A deep-sea exploration company believes they’ve found Amelia Earhart’s plane
Jan 30, 2024, 5:26 PM | Updated: 5:32 pm
(Photo by Getty Images)
SALT LAKE CITY — A deep-sea exploration company believes they may have found the wreckage of Amelia Earhart’s airplane. Deep Sea Vision, a South Carolina-based marine robotics company, uses autonomous underwater vehicles and other technology to survey the ocean floor. The company set out on a recent expedition to find answers to the 87-year-old mystery of Earhart’s disappearance.
A pioneer in aviation, Earhart was the first woman to fly across the Atlantic Ocean and quite famous at the time of her final flight.
Earhart and her navigator, Fred Noonan, disappeared on July 2, 1937, while on a flight to circumnavigate the Earth. The two took off in Lae, New Guinea, on July 2, 1937, and were never seen again. Earhart was legally declared dead on Jan. 5, 1939.
Earhart, Noonan, and the plane they were traveling in, a Lockheed Model 10-E Electra, have never been located.
Since her disappearance, there has been considerable interest and speculation about what happened to the pair and where possible plane wreckage or remains might be located. Theories, conspiracies, documentaries, and books abounded.
Deep Sea Vision announced they had discovered what they believe is Earhart’s Lockheed 10-E Electra on Jan. 27.
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In an Instagram post the company stated, “On July 2, 1937, Amelia Earhart and navigator Fred Noonan took off from Papua New Guinea, nearing the end of their record-setting journey around the world never to be seen again. Until today. Deep Sea Vision found what appears to be Earhart’s Lockheed 10-E Electra.”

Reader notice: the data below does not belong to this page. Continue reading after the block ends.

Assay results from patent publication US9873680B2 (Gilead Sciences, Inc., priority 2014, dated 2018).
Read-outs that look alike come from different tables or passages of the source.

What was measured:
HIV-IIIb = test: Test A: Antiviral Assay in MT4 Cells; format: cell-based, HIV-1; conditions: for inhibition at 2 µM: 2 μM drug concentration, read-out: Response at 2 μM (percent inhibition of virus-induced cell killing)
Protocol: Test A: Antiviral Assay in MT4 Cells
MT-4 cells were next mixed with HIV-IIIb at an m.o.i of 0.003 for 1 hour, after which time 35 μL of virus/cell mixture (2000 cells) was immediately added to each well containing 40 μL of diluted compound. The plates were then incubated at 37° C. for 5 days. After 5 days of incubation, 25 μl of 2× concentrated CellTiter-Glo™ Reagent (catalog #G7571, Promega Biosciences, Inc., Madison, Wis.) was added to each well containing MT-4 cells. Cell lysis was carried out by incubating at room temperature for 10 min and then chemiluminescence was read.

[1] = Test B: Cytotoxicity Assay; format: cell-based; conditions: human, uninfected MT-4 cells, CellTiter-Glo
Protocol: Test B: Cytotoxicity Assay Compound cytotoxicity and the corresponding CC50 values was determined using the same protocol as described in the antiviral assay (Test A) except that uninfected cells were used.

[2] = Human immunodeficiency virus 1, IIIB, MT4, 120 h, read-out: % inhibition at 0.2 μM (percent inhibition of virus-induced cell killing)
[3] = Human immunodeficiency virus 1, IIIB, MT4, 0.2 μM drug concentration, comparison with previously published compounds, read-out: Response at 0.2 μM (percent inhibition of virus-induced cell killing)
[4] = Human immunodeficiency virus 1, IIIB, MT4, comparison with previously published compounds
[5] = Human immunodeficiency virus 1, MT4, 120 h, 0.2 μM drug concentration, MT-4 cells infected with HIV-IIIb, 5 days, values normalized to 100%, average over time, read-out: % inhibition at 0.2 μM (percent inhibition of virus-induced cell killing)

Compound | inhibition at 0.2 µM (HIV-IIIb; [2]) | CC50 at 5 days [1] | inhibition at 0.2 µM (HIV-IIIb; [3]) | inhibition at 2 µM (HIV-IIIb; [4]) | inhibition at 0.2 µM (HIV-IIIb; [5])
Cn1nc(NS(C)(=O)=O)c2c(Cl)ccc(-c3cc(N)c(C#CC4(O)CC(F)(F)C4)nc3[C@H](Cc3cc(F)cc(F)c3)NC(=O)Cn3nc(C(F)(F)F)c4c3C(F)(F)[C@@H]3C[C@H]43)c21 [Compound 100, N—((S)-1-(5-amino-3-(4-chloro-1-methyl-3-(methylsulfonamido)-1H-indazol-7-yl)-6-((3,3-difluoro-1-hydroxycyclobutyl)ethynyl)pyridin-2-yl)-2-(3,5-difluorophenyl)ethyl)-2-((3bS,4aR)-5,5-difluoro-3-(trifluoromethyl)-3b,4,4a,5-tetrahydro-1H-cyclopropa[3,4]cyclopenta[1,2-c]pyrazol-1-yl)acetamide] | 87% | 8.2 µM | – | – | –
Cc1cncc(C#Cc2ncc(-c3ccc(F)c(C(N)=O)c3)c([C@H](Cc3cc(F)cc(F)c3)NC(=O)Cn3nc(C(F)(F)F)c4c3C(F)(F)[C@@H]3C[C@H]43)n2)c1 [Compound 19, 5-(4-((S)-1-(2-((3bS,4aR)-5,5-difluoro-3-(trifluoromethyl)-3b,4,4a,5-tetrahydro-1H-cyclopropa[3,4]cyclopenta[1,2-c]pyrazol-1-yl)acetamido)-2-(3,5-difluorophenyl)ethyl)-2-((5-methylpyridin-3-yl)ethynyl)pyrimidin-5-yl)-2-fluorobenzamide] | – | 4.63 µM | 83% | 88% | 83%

The Date Line Theory
Deep Sea Vision explained on its website that they worked under the belief of the “Date Line Theory,” which was originally developed by pilot and former NASA employee Liz Smith.
The theory suggests that Noonan, after guiding the flight for almost 18 hours made an error when crossing the International Date Line by not turning back the date from July 3 to July 2. According to Deep Sea Vision, this action would result in a navigational blunder of 60 miles.
The theory caught the attention of Tony Romeo, the CEO of Deep Sea Vision, and a search began. For 90 days a Deep Sea Vision team searched 5,200 square miles.
The team discovered this sonar image which they believe to be Earhart’s plane.
The company said they plan to verify their findings, although they did not elaborate on what that process would look like.